Three Months. Three Mistakes.

By -

“A foolish consistency is the hobgoblin of little minds, adored by little statesmen and philosophers and divines.” – Ralph Waldo Emerson

Slope has, over its nearly eleven year history, garnered a reputation for honesty. I make every effort to be completely forthcoming with my thoughts about trading, even when it’s going lousy for me, as it has over the past four weeks. I think this is more helpful than trying to “spin” things as many other analysts do, making it seem like they’ve never made a single misstep. This is going to be one of those “dangeorusly honest” posts, because 2016 has been a disappointment to me so far, even though it needn’t have been so.

Although there have been hundreds of “moments”, both good and bad, so far this year, I thought it best to break down my analysis into three simple chunks, each of which represent a core error on my part. I hope that in doing so, not only can I help myself think through where I went wrong, but I may also be able to assuage some of the pain others may be experiencing who have gone through something similar. I’ve marked these “events” on the chart shown here, with the tinted areas from left to right marking each of these three zones.


The first mistake, strictly speaking, didn’t happen in 2016, but its effect did. As regular readers may recall, I decided to take the final week of 2015 off, going completely flat and into cash, for the sake of preserving my hard-won profits from 2015 and avoiding any end-of-year shenanigans. Beginning on December 29th, the market reached a peak, and it started a hard slide all the way down to its January 20th low. The FOMO-pain I felt during the 29th, 30th, and 31st of December and the 4th of January was just horrible, and I felt like an idiot. I discovered that the discomfort of missing out on downside market action (my favorite kind) was horrendous compared to the risk incurred with staying in positions. I was able to get myself into position on the second trading day of the year, but I easily missed out at least a 5% profit just by being AWOL for those few days.

The second mistake was marked by two dates, January 20th and February 11th, which in retrospect we can quite plainly see was an important double bottom. The error here was not taking advantage of an entire sector that was horribly and obviously oversold: energy. It’s not like I was unaware of the opportunities here: on February 15th, I published for my Slope Plus readers a ticker symbol list I dubbed the “Nasty Ninety“. Without exception, every single of those 90 stocks would become profitable, and a month later that had moved, on average, to about a 20% profit. My refusal to be a contrarian in a bullish direction was a big failing. In my defense, I would point out that for months energy stocks had seemed like they had made a bottom, only to stumble to even lower prices, so frankly I was too scared to grab hold of all those falling knives.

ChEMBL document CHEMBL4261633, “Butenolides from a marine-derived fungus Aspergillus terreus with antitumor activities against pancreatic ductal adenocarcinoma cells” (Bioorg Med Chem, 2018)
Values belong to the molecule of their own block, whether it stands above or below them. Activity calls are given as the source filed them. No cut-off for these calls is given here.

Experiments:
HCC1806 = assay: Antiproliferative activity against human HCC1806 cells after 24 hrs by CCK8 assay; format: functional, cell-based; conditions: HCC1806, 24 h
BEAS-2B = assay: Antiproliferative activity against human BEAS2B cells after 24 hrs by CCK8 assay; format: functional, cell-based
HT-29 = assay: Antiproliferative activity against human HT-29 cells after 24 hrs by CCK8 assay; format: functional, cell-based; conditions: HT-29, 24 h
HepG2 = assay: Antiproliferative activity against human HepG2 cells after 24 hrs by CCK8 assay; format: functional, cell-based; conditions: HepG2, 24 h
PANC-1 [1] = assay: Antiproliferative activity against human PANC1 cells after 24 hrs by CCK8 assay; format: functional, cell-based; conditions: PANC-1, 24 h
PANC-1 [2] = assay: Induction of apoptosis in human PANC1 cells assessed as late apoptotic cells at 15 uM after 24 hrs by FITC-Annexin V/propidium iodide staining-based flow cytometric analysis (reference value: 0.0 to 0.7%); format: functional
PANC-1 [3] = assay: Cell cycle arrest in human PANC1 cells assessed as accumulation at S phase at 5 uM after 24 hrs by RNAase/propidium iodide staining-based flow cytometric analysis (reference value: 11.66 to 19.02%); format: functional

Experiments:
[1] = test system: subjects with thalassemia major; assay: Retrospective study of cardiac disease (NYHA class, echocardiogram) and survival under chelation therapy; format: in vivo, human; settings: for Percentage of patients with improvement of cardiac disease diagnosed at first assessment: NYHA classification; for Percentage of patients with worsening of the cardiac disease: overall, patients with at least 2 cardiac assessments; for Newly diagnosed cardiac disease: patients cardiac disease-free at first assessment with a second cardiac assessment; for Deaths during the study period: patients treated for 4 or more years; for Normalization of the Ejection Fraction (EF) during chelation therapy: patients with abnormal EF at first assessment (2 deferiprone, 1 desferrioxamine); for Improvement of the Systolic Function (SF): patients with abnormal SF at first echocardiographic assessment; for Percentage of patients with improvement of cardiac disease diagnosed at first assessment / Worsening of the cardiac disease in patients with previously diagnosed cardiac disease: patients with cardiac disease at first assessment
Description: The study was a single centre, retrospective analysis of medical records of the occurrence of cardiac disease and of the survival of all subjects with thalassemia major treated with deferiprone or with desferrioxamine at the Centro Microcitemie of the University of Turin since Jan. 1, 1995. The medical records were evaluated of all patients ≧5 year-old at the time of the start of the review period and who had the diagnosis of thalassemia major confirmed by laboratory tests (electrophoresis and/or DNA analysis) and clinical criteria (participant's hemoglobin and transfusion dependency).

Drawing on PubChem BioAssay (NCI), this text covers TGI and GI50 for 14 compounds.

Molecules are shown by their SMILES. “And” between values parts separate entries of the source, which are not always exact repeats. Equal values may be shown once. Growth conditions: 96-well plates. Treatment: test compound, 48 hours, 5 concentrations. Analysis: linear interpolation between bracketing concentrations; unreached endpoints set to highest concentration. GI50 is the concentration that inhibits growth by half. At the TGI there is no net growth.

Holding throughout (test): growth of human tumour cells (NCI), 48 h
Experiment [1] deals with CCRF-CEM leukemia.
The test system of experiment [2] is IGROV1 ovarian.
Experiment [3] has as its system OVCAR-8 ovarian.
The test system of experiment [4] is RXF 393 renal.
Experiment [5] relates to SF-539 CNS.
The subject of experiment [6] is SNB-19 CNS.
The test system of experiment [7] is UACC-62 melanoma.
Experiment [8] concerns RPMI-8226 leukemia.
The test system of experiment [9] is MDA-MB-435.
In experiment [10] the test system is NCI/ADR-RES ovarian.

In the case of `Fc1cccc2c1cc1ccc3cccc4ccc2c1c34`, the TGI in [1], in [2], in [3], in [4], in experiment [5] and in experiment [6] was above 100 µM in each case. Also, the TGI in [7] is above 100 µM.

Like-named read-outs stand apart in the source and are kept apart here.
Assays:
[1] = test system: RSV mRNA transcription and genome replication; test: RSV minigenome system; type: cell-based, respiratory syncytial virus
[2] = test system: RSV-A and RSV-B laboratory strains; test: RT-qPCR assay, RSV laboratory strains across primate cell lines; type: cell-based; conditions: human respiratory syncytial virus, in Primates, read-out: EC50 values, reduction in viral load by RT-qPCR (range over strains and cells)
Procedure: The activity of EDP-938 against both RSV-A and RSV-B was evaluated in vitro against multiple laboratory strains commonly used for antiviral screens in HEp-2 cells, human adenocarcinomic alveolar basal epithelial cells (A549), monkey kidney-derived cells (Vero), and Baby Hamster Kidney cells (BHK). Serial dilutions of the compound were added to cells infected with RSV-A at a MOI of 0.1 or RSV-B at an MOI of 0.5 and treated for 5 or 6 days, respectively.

The third mistake, and the one I regret the most, was not completely bailing out of my shorts on February 11th. I remember precisely where I was and what I was doing when the market was bottoming that day, and I felt completely content to stay put, even though my trading friend Northy was warning me that things were about to turn higher. (I have since that time garnered a hefty amount of respect for what Northy says). I had felt at the time that we were about to break support hard, instead of bouncing like we did on January 20th, so I wanted to stay the course. You can plainly see what happened since then: an entire month of a near-vertical ascent. It’s been awful.

The regretable detritus of all this is my state of mind, because it can poison clear thinking about present market conditions. When we were sold off quite a lot lower, a lot of technicians pointed to the 2000 area as the time to get back in. Looking at all the gaps that were created between December 31 and January 4, it does seem quite compelling to believe that the closer we get to closing those gaps, the safer it is to get aggressively short.

I find it difficult to do this, however, due to the recent history I outlined above. Had I been more nimble (and thus would be sitting on a hefty profit by trading better this year), I’d feel a lot more confident about doing what the charts are suggesting, which is to get strongly bearish in the days ahead, particularly once Yellen is out of the way on Wednesday. But I just don’t have the courage.

My life is strangely beholden to the market, and particularly whether the market is bearish or not. If stock prices are falling, then everything goes right for me: my trades are profitable, Slope Plus gets popular and garners new subscribers, and traffic to Slope picks up. If stock prices are soaring, then the opposite happens across the board. (Although I must say that both Slope readers and Plus subscribers are remarkably patient and understanding; I mean, let’s face it, 7 of the past 11 years have been almost straight-up in equities, and Slope is still going strong.)

So that’s where things stand. For those of you who have ridden the waves well thus far this year, I congratulate you, and I salute you. I want to apologize for any instances of my “acting out” when I was feeling frustrated, and I’m very grateful – – particularly to Slope Plus subscribers – – for your presence here. If nothing else, I hope the charts and commentary here on the blog, both from me and other contributors, have been helpful sources of ideas. I hope not to screw up nearly as much for the balance of 2016. I’m certainly going to give it my best shot.